A judgment is a court order giving a creditor or someone who is owed money (such as money that was borrowed from a friend) the legal right to collect the debt in accordance with the laws of the state. The term "outstanding" indicates the judgment has not been paid or settled, but is still valid. A judgment that has been awarded to the judgment plaintiff but has not been paid by the judgment debtor.
A judgment that has been awarded to the judgment plaintiff but has not been paid by the judgment debtor.
Yes, the lender can file suit for the outstanding amount and if they receive a judgment they can execute the judgment in the manner in which the laws of the judgment debtor's state allow.
An outstanding judgment is a court order that gives a creditor the legal right to collect from a debtor. As court judgments are a matter of public record, a creditor can report the judgment on the debtor's credit reports. An example of a judgment placed on a credit report would be a judgment for eviction. This judgment will remain on the credit report for seven years from the filing date.
Yes, in the majority of U.S. states unemployment benefits are not exempt from creditor judgment action. The usual amount is 10% of the expendable income.
In the US, a student loan collection company that is garnishing your wages will already have a court judgment against you. You can get out of the judgment and garnishment by consolidating your loans. Click the link at the bottom of this text box to get help with the consolidation of your loans.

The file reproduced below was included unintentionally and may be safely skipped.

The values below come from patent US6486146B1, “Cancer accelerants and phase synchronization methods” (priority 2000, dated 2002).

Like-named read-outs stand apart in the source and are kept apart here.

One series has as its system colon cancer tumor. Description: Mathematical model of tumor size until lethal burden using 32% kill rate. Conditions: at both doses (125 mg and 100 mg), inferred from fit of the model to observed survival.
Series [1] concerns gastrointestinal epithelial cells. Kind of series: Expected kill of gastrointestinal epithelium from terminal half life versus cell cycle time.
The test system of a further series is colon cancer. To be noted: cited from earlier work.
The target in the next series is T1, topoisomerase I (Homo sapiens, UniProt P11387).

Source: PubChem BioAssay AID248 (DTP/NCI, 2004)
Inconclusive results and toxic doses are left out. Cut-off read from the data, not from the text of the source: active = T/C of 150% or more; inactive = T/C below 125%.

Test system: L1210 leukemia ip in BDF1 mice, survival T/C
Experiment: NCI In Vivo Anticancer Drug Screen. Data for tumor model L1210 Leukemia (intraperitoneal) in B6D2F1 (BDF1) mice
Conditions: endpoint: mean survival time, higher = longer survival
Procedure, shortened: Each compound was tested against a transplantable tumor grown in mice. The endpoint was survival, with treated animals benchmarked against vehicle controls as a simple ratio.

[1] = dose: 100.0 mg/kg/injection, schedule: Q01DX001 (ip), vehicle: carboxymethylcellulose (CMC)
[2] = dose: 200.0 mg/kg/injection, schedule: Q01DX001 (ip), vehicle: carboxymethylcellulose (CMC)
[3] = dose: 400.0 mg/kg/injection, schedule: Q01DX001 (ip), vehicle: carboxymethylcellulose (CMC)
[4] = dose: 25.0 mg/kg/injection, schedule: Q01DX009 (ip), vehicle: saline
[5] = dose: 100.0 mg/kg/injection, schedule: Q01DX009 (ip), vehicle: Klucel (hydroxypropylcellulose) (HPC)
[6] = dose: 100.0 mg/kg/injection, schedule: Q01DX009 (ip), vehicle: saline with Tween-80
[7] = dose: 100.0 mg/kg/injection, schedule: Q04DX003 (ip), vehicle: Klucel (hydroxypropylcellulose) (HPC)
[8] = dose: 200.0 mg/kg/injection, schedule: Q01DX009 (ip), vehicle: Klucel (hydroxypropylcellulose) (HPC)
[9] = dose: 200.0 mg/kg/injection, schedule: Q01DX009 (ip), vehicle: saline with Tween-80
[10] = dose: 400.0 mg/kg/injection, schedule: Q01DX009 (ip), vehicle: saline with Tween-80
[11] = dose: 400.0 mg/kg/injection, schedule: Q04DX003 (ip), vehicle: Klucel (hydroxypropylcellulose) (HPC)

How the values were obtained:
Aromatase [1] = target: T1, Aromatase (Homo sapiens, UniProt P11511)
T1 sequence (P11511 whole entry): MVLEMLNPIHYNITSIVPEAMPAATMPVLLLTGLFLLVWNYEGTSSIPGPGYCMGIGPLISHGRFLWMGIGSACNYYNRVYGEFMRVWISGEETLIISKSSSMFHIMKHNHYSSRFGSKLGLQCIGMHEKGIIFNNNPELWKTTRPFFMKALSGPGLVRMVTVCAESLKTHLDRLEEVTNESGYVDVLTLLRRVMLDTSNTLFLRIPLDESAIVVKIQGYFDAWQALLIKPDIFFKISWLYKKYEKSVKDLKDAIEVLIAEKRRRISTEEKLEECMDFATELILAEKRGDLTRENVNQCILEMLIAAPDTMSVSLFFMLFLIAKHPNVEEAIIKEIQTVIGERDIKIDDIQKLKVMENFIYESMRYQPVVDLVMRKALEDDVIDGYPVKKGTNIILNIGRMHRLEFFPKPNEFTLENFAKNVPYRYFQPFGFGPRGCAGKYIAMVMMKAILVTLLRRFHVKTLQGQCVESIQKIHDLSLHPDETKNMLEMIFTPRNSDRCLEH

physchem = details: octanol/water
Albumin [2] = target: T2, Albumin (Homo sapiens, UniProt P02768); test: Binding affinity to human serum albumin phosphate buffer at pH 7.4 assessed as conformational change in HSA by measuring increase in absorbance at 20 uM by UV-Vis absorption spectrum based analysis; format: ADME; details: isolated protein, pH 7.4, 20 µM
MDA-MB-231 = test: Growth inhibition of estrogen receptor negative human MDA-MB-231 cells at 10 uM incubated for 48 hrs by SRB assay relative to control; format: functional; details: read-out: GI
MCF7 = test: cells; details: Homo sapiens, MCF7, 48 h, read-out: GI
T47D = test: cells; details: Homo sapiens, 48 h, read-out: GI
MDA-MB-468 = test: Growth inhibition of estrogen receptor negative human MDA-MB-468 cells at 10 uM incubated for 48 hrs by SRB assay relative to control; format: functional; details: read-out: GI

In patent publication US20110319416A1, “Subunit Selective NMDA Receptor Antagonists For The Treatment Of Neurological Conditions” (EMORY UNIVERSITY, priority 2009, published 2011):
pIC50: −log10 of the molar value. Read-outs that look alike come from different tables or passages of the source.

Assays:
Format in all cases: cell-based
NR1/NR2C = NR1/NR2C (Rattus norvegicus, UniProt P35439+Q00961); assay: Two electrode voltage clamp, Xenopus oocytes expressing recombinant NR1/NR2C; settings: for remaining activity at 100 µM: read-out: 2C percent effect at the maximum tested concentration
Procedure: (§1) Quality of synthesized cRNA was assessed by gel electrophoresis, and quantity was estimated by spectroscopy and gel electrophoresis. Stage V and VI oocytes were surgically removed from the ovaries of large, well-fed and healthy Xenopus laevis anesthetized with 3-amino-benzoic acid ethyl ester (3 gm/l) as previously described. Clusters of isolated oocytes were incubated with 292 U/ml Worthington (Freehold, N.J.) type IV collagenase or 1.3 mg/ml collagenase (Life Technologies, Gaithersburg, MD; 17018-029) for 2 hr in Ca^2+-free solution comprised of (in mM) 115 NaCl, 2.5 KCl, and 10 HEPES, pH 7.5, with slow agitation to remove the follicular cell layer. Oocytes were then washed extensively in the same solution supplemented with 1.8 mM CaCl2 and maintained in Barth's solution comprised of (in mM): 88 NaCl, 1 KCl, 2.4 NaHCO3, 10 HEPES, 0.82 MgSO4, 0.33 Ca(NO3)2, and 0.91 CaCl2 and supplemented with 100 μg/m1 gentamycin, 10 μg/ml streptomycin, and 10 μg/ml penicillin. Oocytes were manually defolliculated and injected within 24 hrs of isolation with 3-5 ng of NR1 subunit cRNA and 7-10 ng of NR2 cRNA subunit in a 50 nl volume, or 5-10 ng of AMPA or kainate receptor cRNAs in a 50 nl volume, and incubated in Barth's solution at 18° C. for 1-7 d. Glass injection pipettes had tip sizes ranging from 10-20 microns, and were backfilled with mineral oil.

Yes, if you have a judgment against you the money you owe can come from any source that you may have.
Yes, all reputable lenders will require the applicant to clear any outstanding judgments before considering approval of a loan.
Yes, provided there is an outstanding judgment against you. Without the judgment, neither the agency nor the original creditor has any recourse for garnishment, and will not be able to obtain an order for garnishment.
Placing JudgmentsFirst you need to win the judgment in court proceedings. Then with that paperwork, you can contact the credit reporting agency. With that judgment, you can also do a search of the person's assets (through the internet) and put a lien on the assets.Individuals do not report judgment awards to credit reporting bureaus that is done by independent agencies contracted by the credit bureaus.A judgment cannot be used to access a person's financial and personal information, that is done via discovery documents issued before the judgment is entered against the debtor/defendant.
That answer will vary from state to state. In California, you can collect 10% per year on the oustanding balance. You take 10% of the outstanding judgment and divided that number by 365 to obtain the daily rate of interest. Multiply the number of days since the entry of judgment. Payments are applied to interest first and then to the principle. The interest is not capitalized.
The judgment part indicates that the creditor has won the lawsuit and been awarded a judgment. The collection may indicate that the debt is still outstanding or has been paid. Public means, well simply that. Anyone who is interested can find out the information. For instance if there are delinquent taxes, resulting in a lien against real estate.